Saskatchewan dams may send water to flooded towns

Residents of a village in southeastern Saskatchewan say a dike on the Souris River has breached and that most of their community is under water.

REGINA — Residents of a village in southeastern Saskatchewan say a dike on the Souris River has breached and that most of their community is under water.

“The hole got bigger and bigger and the water started coming in faster and faster, and now pretty much our whole street is under water,” said Rick Noble, a resident of Roche Percee who has taken refuge in a hotel in nearby Estevan.

The community issued an evacuation alert on Saturday following a warning from the province that it was forced to release extra water from dams upstream because a deluge of rain had filled their reservoirs.

Noble said that meant he and other residents were packed and ready to leave, but noted there was still a rush to get out and that one car that left right after him got stuck.

His mother-in-law, Joanne Willows, lives up the hill and says her house is fine but that the water level is deep in the community of about 160 people.

“There’s a playground that has a little building, and about all you can see is the top third of it, and you can see the top of the play structures,” said Willows, who was packing to leave.

Willows said she’s leaving because of concerns she wouldn’t be able to get in or out of her home.

Mayor Reg Jahn said on Saturday that the decision to leave the town rather than erect more sandbags was made over concerns that if the water went any higher, there was a good chance the sandbags would channel water toward a railway bridge and cause it to collapse.

If that happened, Jahn said, the bridge would plug up the river and cause further flooding.

“We lose either way,” Jahn said, noting people in the community were weary from weeks of battling floods.

Up to 75 millimetres of rain fell on the province’s southeast between Friday and Saturday, causing significant swelling of the Souris River. A mobile home park had to be evacuated by boat near Weyburn and the city’s waste sewage treatment facility was overwhelmed, prompting the municipality to issue a boil-water order.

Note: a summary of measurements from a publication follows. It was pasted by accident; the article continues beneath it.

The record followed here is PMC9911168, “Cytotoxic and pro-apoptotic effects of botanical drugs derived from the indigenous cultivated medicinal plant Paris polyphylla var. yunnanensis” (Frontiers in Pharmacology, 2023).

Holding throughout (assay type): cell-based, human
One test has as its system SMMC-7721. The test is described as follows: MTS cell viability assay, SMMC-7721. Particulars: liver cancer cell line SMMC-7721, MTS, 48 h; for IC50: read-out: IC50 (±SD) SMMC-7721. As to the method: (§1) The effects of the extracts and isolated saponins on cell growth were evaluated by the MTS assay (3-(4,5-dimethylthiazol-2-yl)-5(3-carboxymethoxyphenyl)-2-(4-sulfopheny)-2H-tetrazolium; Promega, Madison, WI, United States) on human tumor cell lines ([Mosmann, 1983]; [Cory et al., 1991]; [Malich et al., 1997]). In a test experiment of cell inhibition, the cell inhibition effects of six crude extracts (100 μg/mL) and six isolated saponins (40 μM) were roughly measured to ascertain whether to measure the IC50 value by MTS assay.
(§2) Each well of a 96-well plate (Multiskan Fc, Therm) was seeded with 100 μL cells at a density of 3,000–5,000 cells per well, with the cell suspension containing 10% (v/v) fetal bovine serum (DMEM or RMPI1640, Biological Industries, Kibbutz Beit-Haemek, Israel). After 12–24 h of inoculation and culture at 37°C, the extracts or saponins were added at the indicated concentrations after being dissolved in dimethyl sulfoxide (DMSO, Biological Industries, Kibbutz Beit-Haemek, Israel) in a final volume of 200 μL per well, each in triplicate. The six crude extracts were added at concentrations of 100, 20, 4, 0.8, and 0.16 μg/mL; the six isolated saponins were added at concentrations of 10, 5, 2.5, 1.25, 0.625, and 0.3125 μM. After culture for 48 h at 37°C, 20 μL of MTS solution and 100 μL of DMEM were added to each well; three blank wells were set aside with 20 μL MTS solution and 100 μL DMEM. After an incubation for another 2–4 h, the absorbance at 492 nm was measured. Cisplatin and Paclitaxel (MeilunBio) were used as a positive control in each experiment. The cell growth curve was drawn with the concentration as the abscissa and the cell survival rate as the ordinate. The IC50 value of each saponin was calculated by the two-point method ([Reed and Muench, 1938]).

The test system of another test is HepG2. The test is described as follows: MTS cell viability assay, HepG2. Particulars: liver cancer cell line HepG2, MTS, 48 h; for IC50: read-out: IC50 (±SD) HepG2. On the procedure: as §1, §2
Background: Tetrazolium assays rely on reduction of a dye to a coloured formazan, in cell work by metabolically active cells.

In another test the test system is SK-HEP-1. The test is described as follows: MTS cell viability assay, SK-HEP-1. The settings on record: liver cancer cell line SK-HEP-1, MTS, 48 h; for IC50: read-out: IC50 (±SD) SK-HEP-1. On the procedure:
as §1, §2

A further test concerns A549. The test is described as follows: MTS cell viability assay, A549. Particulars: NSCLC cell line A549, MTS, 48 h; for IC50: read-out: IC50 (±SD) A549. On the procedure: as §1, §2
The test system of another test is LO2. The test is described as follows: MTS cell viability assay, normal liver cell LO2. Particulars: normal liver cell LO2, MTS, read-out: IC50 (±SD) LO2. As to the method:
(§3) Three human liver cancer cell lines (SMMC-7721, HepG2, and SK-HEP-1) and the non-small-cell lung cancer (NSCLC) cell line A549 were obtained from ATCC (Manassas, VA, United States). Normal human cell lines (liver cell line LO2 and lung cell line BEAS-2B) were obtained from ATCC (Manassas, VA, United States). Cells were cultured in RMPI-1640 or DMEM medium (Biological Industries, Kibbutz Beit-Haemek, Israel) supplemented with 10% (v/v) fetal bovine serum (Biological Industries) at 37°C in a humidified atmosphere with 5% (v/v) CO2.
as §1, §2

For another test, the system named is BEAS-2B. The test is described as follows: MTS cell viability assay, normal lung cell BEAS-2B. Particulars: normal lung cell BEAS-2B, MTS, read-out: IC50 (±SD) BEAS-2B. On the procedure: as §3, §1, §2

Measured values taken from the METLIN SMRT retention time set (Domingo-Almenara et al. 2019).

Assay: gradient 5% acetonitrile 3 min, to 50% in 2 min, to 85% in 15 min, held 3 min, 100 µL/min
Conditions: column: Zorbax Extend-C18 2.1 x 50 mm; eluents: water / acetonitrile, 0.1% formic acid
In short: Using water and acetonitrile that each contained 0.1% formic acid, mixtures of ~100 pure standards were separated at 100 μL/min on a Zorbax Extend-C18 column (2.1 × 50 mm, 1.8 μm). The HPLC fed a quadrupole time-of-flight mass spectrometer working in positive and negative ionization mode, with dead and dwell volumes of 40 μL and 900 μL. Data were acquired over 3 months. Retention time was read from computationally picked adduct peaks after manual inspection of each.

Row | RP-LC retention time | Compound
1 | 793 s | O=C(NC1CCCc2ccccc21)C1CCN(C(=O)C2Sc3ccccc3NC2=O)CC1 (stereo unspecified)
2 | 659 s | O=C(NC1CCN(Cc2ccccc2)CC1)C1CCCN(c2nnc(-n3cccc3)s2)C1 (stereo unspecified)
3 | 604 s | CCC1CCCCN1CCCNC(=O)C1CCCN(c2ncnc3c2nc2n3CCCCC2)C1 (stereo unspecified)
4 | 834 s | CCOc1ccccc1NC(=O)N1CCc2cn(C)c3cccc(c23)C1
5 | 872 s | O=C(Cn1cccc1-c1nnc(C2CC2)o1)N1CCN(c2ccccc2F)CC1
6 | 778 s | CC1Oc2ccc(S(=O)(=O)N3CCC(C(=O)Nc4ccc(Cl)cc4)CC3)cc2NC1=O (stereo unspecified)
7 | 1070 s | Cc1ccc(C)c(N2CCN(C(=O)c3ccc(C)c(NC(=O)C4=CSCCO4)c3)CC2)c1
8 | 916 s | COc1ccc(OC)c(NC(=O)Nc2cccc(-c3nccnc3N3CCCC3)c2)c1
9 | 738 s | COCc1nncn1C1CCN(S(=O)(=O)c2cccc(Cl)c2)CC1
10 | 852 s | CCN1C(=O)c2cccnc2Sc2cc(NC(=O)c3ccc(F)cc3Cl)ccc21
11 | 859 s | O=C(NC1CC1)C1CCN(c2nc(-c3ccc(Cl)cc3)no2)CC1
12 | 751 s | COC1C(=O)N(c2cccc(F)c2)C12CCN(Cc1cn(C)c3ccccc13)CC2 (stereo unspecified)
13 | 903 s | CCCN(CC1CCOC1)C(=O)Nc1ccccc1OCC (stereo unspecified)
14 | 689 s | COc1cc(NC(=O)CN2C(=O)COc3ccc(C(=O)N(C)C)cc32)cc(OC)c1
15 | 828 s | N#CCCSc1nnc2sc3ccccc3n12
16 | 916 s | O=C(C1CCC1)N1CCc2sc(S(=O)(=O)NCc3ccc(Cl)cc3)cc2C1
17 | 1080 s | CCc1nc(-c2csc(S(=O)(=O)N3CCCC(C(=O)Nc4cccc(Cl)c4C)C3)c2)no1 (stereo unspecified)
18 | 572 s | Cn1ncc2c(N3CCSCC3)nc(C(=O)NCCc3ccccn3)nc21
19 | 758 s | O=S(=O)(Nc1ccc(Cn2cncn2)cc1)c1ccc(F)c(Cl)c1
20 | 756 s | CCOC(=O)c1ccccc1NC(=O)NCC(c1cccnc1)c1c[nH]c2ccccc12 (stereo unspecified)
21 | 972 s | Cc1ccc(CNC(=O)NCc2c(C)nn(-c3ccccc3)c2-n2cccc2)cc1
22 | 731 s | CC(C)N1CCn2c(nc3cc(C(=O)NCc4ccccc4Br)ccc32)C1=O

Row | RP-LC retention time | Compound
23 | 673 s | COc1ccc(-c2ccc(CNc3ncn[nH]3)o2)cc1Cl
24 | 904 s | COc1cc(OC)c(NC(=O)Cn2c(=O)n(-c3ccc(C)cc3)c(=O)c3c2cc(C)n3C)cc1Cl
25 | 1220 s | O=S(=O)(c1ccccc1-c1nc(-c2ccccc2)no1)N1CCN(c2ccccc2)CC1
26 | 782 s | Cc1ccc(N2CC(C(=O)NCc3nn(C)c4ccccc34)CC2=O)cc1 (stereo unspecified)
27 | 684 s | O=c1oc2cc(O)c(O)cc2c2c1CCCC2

The province explained it had to release water from several dams because the levels in their reservoirs were at near maximum allowable levels.

The Saskatchewan government said Sunday that it won’t likely need to increase flows from the reservoirs right away, but warned more rain could be on the way.

John Fahlman with the Saskatchewan Watershed Authority said some forecasts are calling for 35 to 50 millimetres of rain for sections of the province’s southeast.

Fahlman said the reservoirs are balancing now, but since they are full, the outflow at the dams may need to change if more rain falls.

The extra flow from the dams has prompted a number of communities downstream to issue evacuation alerts for some low-lying areas.

Premier Brad Wall has announced he will delay his departure for the Western Premiers Conference this week so that he can tour the flood-affected part of his province on Monday.

Twenty communities in Saskatchewan are under local emergency declarations.